NeuroImage 09/2015; DOI:10.1016/j.neuroimage.2015.08.075 · 6.36 Impact Factor
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    ABSTRACT: Brain amyloid deposition is thought to be a seminal event in Alzheimer's disease. To identify genes influencing Alzheimer's disease pathogenesis, we performed a genome-wide association study of longitudinal change in brain amyloid burden measured by (18)F-florbetapir PET. A novel association with higher rates of amyloid accumulation independent from APOE (apolipoprotein E) ε4 status was identified in IL1RAP (interleukin-1 receptor accessory protein; rs12053868-G; P = 1.38 × 10(-9)) and was validated by deep sequencing. IL1RAP rs12053868-G carriers were more likely to progress from mild cognitive impairment to Alzheimer's disease and exhibited greater longitudinal temporal cortex atrophy on MRI. In independent cohorts rs12053868-G was associated with accelerated cognitive decline and lower cortical (11)C-PBR28 PET signal, a marker of microglial activation. These results suggest a crucial role of activated microglia in limiting amyloid accumulation and nominate the IL-1/IL1RAP pathway as a potential target for modulating this process. © The Author (2015). Published by Oxford University Press on behalf of the Guarantors of Brain. All rights reserved. For Permissions, please email:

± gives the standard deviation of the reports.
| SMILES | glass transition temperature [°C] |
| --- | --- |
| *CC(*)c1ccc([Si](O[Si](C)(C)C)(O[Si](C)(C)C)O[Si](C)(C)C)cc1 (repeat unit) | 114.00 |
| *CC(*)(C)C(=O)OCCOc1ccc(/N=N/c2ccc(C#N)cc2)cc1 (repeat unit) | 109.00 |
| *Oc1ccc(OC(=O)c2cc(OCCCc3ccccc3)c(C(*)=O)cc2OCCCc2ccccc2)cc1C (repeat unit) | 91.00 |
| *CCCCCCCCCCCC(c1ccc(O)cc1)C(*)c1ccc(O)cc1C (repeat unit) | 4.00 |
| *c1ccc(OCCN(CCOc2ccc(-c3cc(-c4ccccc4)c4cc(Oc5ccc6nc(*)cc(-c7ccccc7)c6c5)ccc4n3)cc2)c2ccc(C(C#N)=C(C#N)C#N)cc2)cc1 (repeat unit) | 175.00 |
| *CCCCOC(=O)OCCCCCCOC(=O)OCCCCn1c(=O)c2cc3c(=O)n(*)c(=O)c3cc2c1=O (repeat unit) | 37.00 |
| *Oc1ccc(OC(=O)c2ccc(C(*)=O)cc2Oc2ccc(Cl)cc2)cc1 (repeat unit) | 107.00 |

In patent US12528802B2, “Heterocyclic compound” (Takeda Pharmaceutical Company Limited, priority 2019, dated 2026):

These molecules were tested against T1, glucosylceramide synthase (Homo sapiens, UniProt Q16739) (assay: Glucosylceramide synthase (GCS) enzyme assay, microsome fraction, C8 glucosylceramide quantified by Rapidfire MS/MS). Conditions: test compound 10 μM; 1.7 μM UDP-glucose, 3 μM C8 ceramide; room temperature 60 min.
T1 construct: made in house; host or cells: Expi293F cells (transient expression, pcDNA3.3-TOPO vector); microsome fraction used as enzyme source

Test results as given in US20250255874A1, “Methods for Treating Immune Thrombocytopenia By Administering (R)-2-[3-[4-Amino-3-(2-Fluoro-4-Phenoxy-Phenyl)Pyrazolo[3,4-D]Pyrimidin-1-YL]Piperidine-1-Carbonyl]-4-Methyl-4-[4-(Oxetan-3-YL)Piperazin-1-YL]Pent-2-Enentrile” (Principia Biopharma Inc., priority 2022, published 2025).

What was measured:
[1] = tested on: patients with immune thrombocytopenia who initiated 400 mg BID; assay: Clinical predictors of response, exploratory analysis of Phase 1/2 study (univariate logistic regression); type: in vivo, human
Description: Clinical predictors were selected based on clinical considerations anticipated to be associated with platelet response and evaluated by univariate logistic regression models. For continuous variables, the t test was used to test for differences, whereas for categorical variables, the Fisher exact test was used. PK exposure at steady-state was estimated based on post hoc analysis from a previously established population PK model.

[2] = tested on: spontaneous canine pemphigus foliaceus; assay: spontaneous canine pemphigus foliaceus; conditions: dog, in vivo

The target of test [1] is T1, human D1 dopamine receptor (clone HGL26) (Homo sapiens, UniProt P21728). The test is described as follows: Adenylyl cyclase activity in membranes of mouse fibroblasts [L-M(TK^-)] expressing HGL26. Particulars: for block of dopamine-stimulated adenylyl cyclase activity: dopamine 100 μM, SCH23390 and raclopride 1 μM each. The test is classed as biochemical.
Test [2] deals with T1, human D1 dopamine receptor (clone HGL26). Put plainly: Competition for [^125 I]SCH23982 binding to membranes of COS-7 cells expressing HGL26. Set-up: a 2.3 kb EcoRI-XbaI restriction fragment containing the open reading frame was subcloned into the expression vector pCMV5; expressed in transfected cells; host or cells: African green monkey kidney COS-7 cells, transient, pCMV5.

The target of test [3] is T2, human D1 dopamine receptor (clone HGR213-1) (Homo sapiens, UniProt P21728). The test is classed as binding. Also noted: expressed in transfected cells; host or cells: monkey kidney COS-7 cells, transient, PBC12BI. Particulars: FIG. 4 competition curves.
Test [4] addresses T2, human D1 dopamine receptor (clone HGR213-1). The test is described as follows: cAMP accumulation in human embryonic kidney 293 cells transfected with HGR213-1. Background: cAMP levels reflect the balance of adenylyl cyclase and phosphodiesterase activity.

Brain 08/2015; DOI:10.1093/brain/awv231 · 9.20 Impact Factor
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    ABSTRACT: Modern biomedical data collection is generating exponentially more data in a multitude of formats. This flood of complex data poses significant opportunities to discover and understand the critical interplay among such diverse domains as genomics, proteomics, metabolomics, and phenomics, including imaging, biometrics, and clinical data. The Big Data for Discovery Science Center is taking an "-ome to home" approach to discover linkages between these disparate data sources by mining existing databases of proteomic and genomic data, brain images, and clinical assessments. In support of this work, the authors developed new technological capabilities that make it easy for researchers to manage, aggregate, manipulate, integrate, and model large amounts of distributed data. Guided by biological domain expertise, the Center's computational resources and software will reveal relationships and patterns, aiding researchers in identifying biomarkers for the most confounding conditions and diseases, such as Parkinson's and Alzheimer's. © The Author 2015. Published by Oxford University Press on behalf of the American Medical Informatics Association. All rights reserved. For Permissions, please email: